Play Misty for Me remains an impressive movie and for many reasons. Aside from an impressive directorial debut, excellent performances from a fine cast and of course a gripping story which remains effective some 50 years on, there was also a song that remained integral to the movie, and arguably more memorable than the film’s title track. The First Time Ever I Saw Your Face originally began life as a 1957 folk song written by British political singer/songwriter Ewan MacColl for Peggy Seeger. The track went on to be covered several times – but it will no doubt always be most associated with Roberta Flack’s haunting version used for the love scene during Play Misty for Me. The following is a brief history of how Flack’s version blossomed from a minor album track into a worldwide modern classic. 
While Clint was filming his directorial debut, Play Misty for Me, he approached Flack and asked for permission to use “The First Time Ever I Saw Your Face” for the movie’s love scene between himself and Donna Mills. In a 2012 interview with The Daytona Beach News-Journal, Flack recounted the story of getting the call from Eastwood at her Alexandria, Virginia home. He’d heard her version on his car radio while driving down a Los Angeles Freeway. 

Flack recalled: “Eastwood said, I’d like to use your song in this movie…about a disc jockey, with a lot of music in it. I’d use it in the only part of the movie where there’s absolute love.’ I said okay. We discussed the money. [Eastwood would pay $2000 for use of the song.] He said: ‘Anything else?’ And I said: ‘I want to do it over again. It’s too slow.’ He said: “No, it’s not.'”

Flack remembered that while recording “The First Time” for her album (First Take, 1969), her producer Joel Dorn suggested that she speed up the tempo to make it more commercial. Flack refused, which prompted Dorn to say, “Okay, you don’t care if it’s a hit or not?” Flack responded that she didn’t care. Flack would later say of Dorn, ” Of course he was right for three years, until Clint got it.”

Flack’s version of “The First Time Ever I Saw Your Face,” which first surfaced on her debut album in 1969, didn’t become a sensation until the November 1971 release of “Play Misty for Me.” Atlantic Records decided to release the track as an official single in February 1972, with a minute trimmed off. The rest is history.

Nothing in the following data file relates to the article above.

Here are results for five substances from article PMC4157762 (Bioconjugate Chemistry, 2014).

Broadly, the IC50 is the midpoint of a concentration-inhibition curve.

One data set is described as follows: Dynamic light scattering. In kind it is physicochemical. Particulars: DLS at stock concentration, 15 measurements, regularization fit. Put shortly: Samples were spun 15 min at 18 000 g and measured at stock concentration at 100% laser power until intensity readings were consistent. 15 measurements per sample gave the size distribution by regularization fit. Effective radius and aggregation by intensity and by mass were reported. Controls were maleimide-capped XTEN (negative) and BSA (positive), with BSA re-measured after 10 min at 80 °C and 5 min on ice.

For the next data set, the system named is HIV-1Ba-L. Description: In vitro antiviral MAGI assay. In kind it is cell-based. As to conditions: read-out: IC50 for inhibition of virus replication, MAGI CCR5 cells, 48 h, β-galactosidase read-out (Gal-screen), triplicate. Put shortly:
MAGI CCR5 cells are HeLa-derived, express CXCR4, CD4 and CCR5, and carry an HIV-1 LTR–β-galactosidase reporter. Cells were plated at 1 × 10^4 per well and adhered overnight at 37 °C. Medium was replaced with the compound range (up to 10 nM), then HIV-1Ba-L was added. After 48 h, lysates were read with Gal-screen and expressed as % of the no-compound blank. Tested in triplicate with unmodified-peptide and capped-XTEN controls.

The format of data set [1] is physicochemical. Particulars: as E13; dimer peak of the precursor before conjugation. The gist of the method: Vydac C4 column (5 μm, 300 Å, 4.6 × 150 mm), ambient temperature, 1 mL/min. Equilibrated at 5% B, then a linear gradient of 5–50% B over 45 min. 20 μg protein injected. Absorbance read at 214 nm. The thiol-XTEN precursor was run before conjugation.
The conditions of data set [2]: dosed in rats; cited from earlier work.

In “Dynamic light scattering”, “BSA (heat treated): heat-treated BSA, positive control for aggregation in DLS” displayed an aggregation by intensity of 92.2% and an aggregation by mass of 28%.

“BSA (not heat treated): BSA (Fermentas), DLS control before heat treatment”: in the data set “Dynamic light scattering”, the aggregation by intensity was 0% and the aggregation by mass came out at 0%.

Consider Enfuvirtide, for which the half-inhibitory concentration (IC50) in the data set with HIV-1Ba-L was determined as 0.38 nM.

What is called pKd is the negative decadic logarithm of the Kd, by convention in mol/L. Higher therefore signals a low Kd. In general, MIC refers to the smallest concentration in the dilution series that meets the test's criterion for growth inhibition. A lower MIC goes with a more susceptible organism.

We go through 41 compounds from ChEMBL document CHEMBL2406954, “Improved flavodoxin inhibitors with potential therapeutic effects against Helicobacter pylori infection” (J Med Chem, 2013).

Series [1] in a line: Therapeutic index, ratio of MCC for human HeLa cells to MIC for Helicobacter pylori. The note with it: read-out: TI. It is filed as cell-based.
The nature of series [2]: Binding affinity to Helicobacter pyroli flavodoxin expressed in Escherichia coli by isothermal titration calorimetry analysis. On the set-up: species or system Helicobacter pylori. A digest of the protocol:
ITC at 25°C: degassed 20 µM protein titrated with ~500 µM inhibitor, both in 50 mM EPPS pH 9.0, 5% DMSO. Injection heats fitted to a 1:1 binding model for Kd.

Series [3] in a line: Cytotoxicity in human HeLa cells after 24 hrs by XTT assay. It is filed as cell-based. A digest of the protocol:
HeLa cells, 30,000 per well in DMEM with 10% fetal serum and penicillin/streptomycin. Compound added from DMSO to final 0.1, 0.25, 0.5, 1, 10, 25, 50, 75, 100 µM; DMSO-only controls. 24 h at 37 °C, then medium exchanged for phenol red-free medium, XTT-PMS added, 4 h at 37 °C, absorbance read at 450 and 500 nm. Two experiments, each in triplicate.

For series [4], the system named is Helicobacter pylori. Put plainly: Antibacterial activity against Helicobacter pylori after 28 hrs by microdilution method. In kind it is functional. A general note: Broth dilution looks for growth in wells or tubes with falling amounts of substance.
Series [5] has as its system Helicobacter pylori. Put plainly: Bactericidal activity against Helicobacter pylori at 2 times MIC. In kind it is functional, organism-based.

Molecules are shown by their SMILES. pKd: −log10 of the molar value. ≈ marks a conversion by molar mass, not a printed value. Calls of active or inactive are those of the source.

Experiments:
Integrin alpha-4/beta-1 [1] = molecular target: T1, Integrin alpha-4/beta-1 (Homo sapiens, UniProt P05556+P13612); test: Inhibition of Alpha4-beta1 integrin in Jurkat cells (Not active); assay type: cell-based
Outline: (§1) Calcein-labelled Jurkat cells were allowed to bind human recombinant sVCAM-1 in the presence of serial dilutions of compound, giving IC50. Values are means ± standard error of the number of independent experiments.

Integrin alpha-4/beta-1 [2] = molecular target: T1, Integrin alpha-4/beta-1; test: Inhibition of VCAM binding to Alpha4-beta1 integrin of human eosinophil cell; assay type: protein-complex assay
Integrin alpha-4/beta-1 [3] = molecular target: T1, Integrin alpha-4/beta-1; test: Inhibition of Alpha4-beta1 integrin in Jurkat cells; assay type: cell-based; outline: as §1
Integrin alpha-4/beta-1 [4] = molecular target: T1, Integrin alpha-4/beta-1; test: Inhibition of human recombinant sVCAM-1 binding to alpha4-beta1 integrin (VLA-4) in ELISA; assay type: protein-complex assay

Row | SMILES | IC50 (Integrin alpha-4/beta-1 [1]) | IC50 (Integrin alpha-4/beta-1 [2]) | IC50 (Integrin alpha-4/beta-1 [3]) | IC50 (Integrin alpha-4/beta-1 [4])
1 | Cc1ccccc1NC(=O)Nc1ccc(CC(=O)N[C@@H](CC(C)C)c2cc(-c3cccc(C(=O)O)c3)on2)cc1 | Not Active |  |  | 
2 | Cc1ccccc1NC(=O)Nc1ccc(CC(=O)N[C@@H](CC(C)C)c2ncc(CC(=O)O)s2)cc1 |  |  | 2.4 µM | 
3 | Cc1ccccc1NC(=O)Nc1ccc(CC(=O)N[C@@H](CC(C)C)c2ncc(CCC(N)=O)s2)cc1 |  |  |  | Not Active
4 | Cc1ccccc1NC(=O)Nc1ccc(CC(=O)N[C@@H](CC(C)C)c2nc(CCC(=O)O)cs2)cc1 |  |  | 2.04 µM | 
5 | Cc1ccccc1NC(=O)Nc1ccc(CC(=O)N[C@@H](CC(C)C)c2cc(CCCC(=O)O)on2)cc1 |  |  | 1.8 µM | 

In 2015, Flack told The Daily Telegraph of her first hit single, “It’s a perfect song. Second only to ‘Amazing Grace,’ I think… It’s the kind of song that has two unique and distinct qualities: it tells a story and it has lyrics that mean something. …The song can be interpreted by a lot of people in a lot of different ways: the love of a mother for a child, for example, or [that of] two lovers. I wish more songs I had chosen had moved me the way that one did. I’ve loved [most] every song I’ve recorded, but that one was pretty special.”
The track stayed at No. 1 for six weeks on both the Billboard Hot 100 and Easy Listening charts in the spring of 1972, with a peak at No. 4 on the R&B chart. The song was played as the wake-up music for astronauts aboard Apollo 17, on their final day in Lunar orbit (Friday, 12/15/1972) before returning to earth. Flack is the only solo artist to win the Grammy Award for Record of the Year on two consecutive years: “The First Time Ever I Saw Your Face” won at the 1973 Grammys and “Killing Me Softly with His Song” won at the 1974 Grammys.
Below: The Love scene from Play Misty for Me

Tuesday 16 November 2021

Clint and Maggie dine out Tahitian style!

Clint and Maggie dine out Tahitian style!

Here’s a nice vintage newspaper cutting that captures Clint and Maggie while dining out at the Tahitian Restaurant, Studio City, California. Whilst we can’t be sure of the exact date, it has to be circa 1959-60. 

The February 21st, 1959 Los Angeles Times stated that “Don Avalier and Bill Dove’s place, called The Tahitian, opened last night with a press preview party at 12010 Ventura Blvd., Studio City.  Even the bartenders were imported from Hawaii, the proprietors say.”  

Many thanks to Kevin Walsh. 

Sunday 14 November 2021

Celebrating Misty at Fifty!

Celebrating Misty at Fifty

This month marks the 50th Anniversary release of Play Misty for Me (1971). I’ll be posting a couple of pieces here to mark the occasion of Clint’s directorial debut. But firstly, I wanted to post this magazine feature / interview which is rarely seen today. It took place, and appeared in a U.S. periodical (Movies Now, Vol. 1 No 1) which went on sale in theatre foyers during the Summer of 1971. Clint had just completed work on Play Misty for Me, and talks about his career, working with Don Siegel, and about directing his first feature.